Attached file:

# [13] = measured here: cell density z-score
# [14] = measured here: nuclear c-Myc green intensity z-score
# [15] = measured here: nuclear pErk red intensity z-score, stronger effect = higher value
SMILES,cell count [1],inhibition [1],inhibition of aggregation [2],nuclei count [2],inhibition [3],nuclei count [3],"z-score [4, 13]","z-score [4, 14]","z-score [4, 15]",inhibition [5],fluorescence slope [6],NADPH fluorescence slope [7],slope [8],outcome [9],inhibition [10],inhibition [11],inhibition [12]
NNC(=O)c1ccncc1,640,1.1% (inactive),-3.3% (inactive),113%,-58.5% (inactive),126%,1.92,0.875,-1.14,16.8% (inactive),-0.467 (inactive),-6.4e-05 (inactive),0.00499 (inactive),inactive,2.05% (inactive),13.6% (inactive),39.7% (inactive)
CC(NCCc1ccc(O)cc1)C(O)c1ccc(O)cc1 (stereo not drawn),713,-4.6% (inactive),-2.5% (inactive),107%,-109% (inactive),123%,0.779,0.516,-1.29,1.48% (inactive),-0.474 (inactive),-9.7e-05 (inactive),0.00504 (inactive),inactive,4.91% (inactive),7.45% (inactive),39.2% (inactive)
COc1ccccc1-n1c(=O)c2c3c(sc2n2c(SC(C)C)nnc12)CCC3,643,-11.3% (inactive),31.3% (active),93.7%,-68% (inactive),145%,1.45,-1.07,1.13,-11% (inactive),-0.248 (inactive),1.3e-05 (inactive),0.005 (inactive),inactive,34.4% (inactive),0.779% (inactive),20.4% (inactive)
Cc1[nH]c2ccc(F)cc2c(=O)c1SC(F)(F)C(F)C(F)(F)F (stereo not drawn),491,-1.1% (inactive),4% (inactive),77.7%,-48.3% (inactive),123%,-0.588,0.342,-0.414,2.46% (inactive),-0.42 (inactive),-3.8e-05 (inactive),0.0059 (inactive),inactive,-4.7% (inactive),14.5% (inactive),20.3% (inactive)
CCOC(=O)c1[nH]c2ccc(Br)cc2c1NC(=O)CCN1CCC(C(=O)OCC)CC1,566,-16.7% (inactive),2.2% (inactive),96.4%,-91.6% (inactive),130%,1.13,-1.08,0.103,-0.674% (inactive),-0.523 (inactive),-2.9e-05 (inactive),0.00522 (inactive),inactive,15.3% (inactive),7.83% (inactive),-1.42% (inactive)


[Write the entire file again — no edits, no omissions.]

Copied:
# [13] = measured here: cell density z-score
# [14] = measured here: nuclear c-Myc green intensity z-score
# [15] = measured here: nuclear pErk red intensity z-score, stronger effect = higher value
SMILES,cell count [1],inhibition [1],inhibition of aggregation [2],nuclei count [2],inhibition [3],nuclei count [3],"z-score [4, 13]","z-score [4, 14]","z-score [4, 15]",inhibition [5],fluorescence slope [6],NADPH fluorescence slope [7],slope [8],outcome [9],inhibition [10],inhibition [11],inhibition [12]
NNC(=O)c1ccncc1,640,1.1% (inactive),-3.3% (inactive),113%,-58.5% (inactive),126%,1.92,0.875,-1.14,16.8% (inactive),-0.467 (inactive),-6.4e-05 (inactive),0.00499 (inactive),inactive,2.05% (inactive),13.6% (inactive),39.7% (inactive)
CC(NCCc1ccc(O)cc1)C(O)c1ccc(O)cc1 (stereo not drawn),713,-4.6% (inactive),-2.5% (inactive),107%,-109% (inactive),123%,0.779,0.516,-1.29,1.48% (inactive),-0.474 (inactive),-9.7e-05 (inactive),0.00504 (inactive),inactive,4.91% (inactive),7.45% (inactive),39.2% (inactive)
COc1ccccc1-n1c(=O)c2c3c(sc2n2c(SC(C)C)nnc12)CCC3,643,-11.3% (inactive),31.3% (active),93.7%,-68% (inactive),145%,1.45,-1.07,1.13,-11% (inactive),-0.248 (inactive),1.3e-05 (inactive),0.005 (inactive),inactive,34.4% (inactive),0.779% (inactive),20.4% (inactive)
Cc1[nH]c2ccc(F)cc2c(=O)c1SC(F)(F)C(F)C(F)(F)F (stereo not drawn),491,-1.1% (inactive),4% (inactive),77.7%,-48.3% (inactive),123%,-0.588,0.342,-0.414,2.46% (inactive),-0.42 (inactive),-3.8e-05 (inactive),0.0059 (inactive),inactive,-4.7% (inactive),14.5% (inactive),20.3% (inactive)
CCOC(=O)c1[nH]c2ccc(Br)cc2c1NC(=O)CCN1CCC(C(=O)OCC)CC1,566,-16.7% (inactive),2.2% (inactive),96.4%,-91.6% (inactive),130%,1.13,-1.08,0.103,-0.674% (inactive),-0.523 (inactive),-2.9e-05 (inactive),0.00522 (inactive),inactive,15.3% (inactive),7.83% (inactive),-1.42% (inactive)